cludes some areas other than Bird
Island that might be suitable for de
velopment in the future.
The district is intended to provide
long-term management of fragile,
undeveloped or unique natural areas
and is zoned to sharply rec'rict de
velopment to single-family, low
density uses in upland areas only.
The Price counterproposal for
zoning of Bird Island sought up to
66 units on 10,000 square-foot lots,
with up to eight bedrooms per
STAFF PHOTO BY DOUG t UTTER
Feels Like Fall
A couple enjoys the crisp fall air as they walk up the ramp at Holden Beach Fishing Pier, silhouetted by one of the spectacular sunsets
common in October.
Shallotte Aldermen Ease Siqn Regulations
BY DOUG RUTTER
Shallotte merchants are now play
ing on a level Held when it comes tp
the signs they're allowed to have
outside their businesses.
Town aldermen voted 4-1 Tues
day night to change the zoning code
to make sign regulations consistent
in both the Central Business and
Highway Business districts.
The amendment will allow busi
ness owners in the both zoning dis
tricts to erect signs as tall as 40 feet
with an area up to 50 square feet.
Under the old Central Business
rules, signs were restricted to 6 feet
high and 32 square feet.
Most town board members said
keeping the sign standards stricter
for the Central Business district
STAFF PHOTO BY ERIC CARLSON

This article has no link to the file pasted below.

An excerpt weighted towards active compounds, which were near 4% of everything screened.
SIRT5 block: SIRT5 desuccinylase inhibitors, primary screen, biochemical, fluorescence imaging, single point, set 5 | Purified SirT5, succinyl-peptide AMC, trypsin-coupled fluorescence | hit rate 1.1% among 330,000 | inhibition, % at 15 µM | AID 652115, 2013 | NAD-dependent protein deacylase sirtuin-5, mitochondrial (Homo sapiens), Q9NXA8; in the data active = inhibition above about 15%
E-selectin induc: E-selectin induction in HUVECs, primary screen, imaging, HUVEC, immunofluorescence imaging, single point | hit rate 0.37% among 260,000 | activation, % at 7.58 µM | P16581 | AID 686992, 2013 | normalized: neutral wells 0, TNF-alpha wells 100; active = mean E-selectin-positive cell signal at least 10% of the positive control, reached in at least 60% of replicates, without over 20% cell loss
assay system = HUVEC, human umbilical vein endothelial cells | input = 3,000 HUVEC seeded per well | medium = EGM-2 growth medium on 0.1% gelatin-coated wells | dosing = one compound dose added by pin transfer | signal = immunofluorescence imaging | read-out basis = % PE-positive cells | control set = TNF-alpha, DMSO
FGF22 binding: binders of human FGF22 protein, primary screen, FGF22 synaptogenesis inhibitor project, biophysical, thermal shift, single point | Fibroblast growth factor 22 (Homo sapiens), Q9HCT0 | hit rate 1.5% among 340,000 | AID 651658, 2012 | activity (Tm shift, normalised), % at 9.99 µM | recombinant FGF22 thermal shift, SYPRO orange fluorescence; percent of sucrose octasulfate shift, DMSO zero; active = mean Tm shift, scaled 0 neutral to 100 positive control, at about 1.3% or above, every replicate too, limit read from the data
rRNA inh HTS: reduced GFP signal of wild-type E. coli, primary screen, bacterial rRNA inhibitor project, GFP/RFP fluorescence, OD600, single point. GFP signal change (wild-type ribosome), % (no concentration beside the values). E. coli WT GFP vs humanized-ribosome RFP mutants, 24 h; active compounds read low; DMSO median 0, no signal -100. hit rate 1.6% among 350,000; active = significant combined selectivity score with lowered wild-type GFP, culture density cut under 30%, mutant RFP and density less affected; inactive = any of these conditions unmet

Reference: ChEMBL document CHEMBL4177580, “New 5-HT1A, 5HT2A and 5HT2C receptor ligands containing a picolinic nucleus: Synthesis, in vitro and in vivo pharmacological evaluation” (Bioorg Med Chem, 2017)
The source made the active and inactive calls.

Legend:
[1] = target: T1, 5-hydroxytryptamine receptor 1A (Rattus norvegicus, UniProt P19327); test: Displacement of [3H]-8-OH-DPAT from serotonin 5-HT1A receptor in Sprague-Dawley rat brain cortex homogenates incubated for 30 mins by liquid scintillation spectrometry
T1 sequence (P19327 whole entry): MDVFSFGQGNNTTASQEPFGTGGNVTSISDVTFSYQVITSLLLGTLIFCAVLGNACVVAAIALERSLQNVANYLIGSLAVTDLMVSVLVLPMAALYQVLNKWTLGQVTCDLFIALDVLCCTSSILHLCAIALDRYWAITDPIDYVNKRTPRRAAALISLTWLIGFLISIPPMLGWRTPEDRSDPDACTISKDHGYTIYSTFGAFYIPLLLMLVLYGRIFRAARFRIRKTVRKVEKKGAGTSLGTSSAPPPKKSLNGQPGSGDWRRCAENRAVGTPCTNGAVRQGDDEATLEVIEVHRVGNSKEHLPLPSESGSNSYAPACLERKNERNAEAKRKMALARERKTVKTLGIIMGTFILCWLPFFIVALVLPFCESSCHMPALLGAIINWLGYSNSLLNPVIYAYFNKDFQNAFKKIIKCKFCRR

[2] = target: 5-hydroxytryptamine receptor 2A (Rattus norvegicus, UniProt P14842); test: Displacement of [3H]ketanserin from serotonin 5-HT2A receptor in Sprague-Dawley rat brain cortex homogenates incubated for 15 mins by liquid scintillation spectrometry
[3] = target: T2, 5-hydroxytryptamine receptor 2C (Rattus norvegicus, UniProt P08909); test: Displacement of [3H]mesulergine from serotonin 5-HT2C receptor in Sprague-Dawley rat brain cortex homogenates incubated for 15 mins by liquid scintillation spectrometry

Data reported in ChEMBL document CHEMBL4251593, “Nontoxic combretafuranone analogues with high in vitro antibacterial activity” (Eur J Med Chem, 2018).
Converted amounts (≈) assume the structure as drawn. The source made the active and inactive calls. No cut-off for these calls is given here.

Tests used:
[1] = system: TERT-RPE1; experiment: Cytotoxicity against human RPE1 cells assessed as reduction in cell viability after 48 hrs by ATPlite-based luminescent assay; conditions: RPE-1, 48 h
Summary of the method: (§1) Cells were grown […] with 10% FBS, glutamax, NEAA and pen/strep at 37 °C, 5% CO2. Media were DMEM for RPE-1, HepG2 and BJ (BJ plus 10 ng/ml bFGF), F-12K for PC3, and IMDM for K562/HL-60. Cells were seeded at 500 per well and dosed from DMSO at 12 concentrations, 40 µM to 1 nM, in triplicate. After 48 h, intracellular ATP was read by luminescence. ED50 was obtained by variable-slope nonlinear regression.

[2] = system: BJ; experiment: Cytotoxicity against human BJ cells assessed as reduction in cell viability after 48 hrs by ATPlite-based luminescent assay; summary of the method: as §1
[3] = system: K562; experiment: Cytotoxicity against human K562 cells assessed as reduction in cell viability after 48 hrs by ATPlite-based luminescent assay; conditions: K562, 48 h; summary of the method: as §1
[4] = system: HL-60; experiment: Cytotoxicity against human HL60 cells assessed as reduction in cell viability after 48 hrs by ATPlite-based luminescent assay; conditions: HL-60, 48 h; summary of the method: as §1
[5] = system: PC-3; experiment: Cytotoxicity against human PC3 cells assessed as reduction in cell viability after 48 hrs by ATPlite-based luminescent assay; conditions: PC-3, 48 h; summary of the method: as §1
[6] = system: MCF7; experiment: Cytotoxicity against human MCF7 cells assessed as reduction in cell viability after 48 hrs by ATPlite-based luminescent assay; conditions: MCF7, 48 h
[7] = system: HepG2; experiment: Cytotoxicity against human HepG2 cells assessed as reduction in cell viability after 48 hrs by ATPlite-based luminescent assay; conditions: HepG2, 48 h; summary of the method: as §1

THOMAS HUGHES, president of American Refuse Systems, Inc., of Pinehurst asks Brunswick
County commissioners to consider signing a contract with Columbus County to dispose of waste in a
regional landfill his company plans to build there. At right is County Manager Wyman Yelton.
County Discusses Landfill Option
(Continued From Page 1-A)
"If you want to participate, you
need to negotiate," Hughes said. "If
you wait too long, it may be there or
it may not. Or it may be moved to
another part of the county."
County Engineer Robert Tucker
told the board he agreed with the
idea of lowering costs through par
ticipation in regional disposal sites.
But he cautioned against hauling
garbage to Columbus County's old
landfill before the regional facility is
completed. He estimated that doing
so would cost the county $7.39 more
per ton than using the current land
"On a long-term basis, regional
ization by all accounts is the prefer
able way to go, Tucker said. "I am
somewhat concerned about using
the unlined landfill in Columbus
County. You might be buying into
their liability, environmentally.
"I wouldn't want to see Bruns
wick County put all its eggs into
someone else's basket and have that
basket fall and break."
Tucker recommended the board
keep the Columbus County option in
mind as Brunswick moves ahead
with its own landfill siting plans.
Commissioner Jerry Jones agreed,
calling Hughes' proposal "worthy of
thought." He suggested that the sit
ing committee should include partic
ipation in a regional landfill as one
of its options.
In other business the board:
?Voted 4-to-l, with Jones dis
senting, to award a contract for the
public housing agency's weatheriza
tion program to B&B Construction
of Navassa. Although the company